Alice in Wonderland (2010) for Rent on DVD and Blu-ray, Common Sense Note
Parents need to know that Tim Burton’s Alice in Wonderland might be rated PG, but it’s pretty intense and scary at times for younger kids, especially because it’s in 3-D. This trippy adaptation — in which Alice is a young adult — includes some fantasy violence with scary monsters that attack people, a cruel Red Queen (Helena Bonham Carter) who frequently sentences people to death, and a climactic battle scene between sword-brandishing humans, animals, and beasts. Some parents might want to know that a caterpillar (played by Alan Rickman) smokes a hookah, but this is as Lewis Carroll depicted the character. The language includes taunting insults like “stupid,” “imbecile,” “idiot,” “bloody,” and the like, and the sexuality is limited to one kiss between a married man and another woman and some aggressive flirting.
Alice catches her brother-in-law kissing a woman who’s not his wife; Alice and Hamish dance, and he proposes to her. The Knave of Hearts pushes an overgrown Alice against a wall and says he likes her, because he likes “largeness.” The Red Queen acts smitten with the Knave of Hearts.
The Red Queen is quite bloodthirsty and frequently sentences people to death, yelling “Off with their heads!” She makes comments like “I love morning execution, don’t you?” and sends scary creatures to do her bidding. A scary dog-like creature called the Bandersnatch suddenly attacks, chasing and pouncing on the Tweedle twins. Since these sequences are in 3-D, they’re especially intense. There’s a moat filled with cut-off heads and potions filled with severed fingers. People are scratched and nearly killed, an executioner is shown about to lower the axe on someone, and in the end, a creature is decaptitated.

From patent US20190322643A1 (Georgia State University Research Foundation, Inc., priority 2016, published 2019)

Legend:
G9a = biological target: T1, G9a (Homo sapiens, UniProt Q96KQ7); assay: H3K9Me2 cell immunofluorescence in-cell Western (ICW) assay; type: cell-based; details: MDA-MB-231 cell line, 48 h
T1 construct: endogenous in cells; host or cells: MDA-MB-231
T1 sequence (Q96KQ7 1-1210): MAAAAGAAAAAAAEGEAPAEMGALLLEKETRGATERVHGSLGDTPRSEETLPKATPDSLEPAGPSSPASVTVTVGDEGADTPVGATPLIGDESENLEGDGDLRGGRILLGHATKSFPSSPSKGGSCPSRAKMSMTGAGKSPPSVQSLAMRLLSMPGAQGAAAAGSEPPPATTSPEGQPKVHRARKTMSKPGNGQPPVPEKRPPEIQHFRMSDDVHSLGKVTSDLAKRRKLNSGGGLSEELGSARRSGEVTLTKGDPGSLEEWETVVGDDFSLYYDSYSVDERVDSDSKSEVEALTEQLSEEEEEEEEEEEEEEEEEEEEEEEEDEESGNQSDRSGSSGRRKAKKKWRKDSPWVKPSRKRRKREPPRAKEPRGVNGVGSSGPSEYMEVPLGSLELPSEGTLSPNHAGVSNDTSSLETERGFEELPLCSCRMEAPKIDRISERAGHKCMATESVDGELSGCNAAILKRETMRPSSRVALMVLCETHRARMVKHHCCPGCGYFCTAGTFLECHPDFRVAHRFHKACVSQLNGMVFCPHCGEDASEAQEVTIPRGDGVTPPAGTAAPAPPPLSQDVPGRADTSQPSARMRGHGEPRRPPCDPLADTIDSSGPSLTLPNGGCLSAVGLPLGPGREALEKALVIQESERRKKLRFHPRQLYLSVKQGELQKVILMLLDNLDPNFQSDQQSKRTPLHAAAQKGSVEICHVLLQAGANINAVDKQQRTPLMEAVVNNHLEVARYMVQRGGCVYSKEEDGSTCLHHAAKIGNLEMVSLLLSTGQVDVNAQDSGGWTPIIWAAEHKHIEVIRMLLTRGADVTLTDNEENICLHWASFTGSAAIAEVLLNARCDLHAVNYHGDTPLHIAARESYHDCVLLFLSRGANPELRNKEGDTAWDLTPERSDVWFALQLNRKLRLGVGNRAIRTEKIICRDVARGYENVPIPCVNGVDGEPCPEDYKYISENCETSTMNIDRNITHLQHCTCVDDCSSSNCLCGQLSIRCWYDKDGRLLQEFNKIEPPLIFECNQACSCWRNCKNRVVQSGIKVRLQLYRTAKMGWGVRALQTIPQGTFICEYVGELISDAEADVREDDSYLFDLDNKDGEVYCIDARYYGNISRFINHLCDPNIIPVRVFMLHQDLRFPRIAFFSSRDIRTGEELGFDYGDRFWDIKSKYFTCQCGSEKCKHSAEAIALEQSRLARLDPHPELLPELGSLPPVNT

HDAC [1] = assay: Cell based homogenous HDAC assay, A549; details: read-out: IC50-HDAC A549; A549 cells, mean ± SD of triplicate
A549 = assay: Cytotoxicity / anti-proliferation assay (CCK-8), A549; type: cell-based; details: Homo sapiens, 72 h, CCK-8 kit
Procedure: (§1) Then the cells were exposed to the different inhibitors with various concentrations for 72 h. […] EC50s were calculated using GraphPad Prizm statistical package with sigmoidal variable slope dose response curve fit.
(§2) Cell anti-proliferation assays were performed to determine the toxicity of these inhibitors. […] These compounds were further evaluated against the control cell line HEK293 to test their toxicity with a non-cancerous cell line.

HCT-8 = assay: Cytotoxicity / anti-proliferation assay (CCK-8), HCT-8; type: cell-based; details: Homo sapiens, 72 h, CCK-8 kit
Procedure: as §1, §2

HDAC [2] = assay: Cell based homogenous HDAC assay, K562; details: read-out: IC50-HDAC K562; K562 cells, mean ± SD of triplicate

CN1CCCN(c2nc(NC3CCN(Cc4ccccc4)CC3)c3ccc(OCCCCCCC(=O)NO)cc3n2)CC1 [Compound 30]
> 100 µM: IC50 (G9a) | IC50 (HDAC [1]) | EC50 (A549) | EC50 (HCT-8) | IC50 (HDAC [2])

Mild taunts and insults like “imbeciles,” “idiots,” “bloody” (in the British sense), “stupid,” “big head,” “lunatic,” and “fat.”
The Red Queen’s cruelty, jealousy, and insecurity end up costing her everything, proving that she’s wrong when she asserts that it’s “better to be feared than to be loved.” Alice and her Underland friends are all loyal to each other and to the cause of overthrowing the evil Red Queen — all are willing to make sacrifices to ensure that the Red Queen is defeated. Alice confirms the belief that to dream, to believe in the impossible, to believe in your own abilities and potential, is actually a very wise thing to do.
None in the movie, but like all Disney movies, there’s plenty of related merchandise available.
Drugs / Tobacco / Alcohol
Absalom the smoking caterpillar does just that — smoke a hookah — in three different scenes. The Red Queen and her court seem to drink something that looks like wine at a meal.
Not an issue
Depends on your kid and your family
Not appropriate for kids of the age most likely to want to see it
Years after her first visit to Underland, 19-year-old Alice returns to confront the sadistic Red Queen in this inventive adaptation of Lewis Carroll’s novels. It’s up to Alice to slay the Jabberwocky that’s been terrorizing Underland’s peculiar folk.,